Europe increases internet use but still needs to close the digital gap

The 2017 Digital Economy and Society Index shows that the EU is making progress but the gap between top digital players and lower-performing countries is still too wide. More efforts and investments are needed to make the most of the Digital Single Market. The use of e-government as a tool to fight corruption is still overlooked.

The European Commission published last week (3 March) the results of the 2017 Digital Economy and Society Index (DESI) on the performance of the 28 Member States in a wide range of areas, from connectivity and digital skills to the digitisation of businesses and public services.

"Europe is gradually becoming more digital but many countries need to step up their efforts. All Member States should invest more to fully benefit from the Digital Single Market,” said Andrus Ansip, Vice-President for the Digital Single Market. “We do not want a two-speed digital Europe. We should work together to make the EU a digital world leader."

DESI is a composite index published every year by the European Commission, measuring progress of EU countries towards a digital economy and society. It brings together a set of relevant indicators in five policy areas on Europe's current digital policy mix.

Connectivity Fixed broadband, mobile broadband, broadband speed and prices
Human capital Basic skills and internet use, advanced skills and development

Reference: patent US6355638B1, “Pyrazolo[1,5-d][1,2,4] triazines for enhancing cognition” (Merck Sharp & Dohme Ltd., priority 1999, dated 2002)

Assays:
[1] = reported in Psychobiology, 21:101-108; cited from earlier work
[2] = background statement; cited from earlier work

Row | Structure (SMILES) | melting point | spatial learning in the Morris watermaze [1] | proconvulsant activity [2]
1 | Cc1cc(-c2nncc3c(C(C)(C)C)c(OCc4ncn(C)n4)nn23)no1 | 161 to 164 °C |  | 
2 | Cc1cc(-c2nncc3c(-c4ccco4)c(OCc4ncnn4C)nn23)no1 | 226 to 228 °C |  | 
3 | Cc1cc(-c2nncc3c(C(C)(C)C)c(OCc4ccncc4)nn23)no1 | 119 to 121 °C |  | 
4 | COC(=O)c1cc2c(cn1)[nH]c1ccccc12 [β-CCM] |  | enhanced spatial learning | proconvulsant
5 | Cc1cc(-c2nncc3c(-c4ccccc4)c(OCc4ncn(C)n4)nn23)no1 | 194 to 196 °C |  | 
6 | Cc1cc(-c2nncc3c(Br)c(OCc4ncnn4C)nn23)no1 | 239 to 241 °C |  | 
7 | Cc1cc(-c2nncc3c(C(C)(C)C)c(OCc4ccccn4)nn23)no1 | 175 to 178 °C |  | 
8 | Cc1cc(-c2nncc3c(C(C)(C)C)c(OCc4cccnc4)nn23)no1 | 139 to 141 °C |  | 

Use of internet Citizens' use of content, communication and online transactions
Integration of digital technology Business digitisation and e-commerce
Digital public services e-government

Three clusters of Member States were created based on the DESI score.

High performing countries are the 9 EU Member States with the highest DESI score. These are Denmark, Finland, Sweden, the Netherlands, Luxembourg, Belgium, the United Kingdom, Ireland and Estonia.

Medium performing countries have close to average DESI scores. These are Austria, Germany, Malta, Lithuania, Spain, Portugal, France, Slovenia, the Czech Republic and Latvia.

Low performing countries are the 9 Member States at the bottom of the list. These are Slovakia, Hungary, Cyprus, Poland, Croatia, Italy, Greece, Bulgaria and Romania.

European champions in Digital Public Services in 2016 are Estonia, Finland and the Netherlands. This dimension measures the digitisation of public services, focusing on e-government.

E-government can lead to efficiency gains for the public administration and to the delivery of better services for citizens and enterprises. However, only 34% of internet users submit forms to their public administration online instead of handing in a paper copy.

E-government promotes transparency and accountability in the public administration. The information published on websites enables citizens to held officials and politicians accountable. It enables citizens to track their applications to public bodies and provides them with input for more informed decisions.

What the European Commission seems to have overlooked is that e-government can also be used as a tool for reducing the risk of administrative (petty) corruption in the daily interactions between civil servants and citizens or enterprises. This can be done by putting basic public services on-line, thereby cutting the connection between corrupt civil servants and the public.

 M. Apelblat

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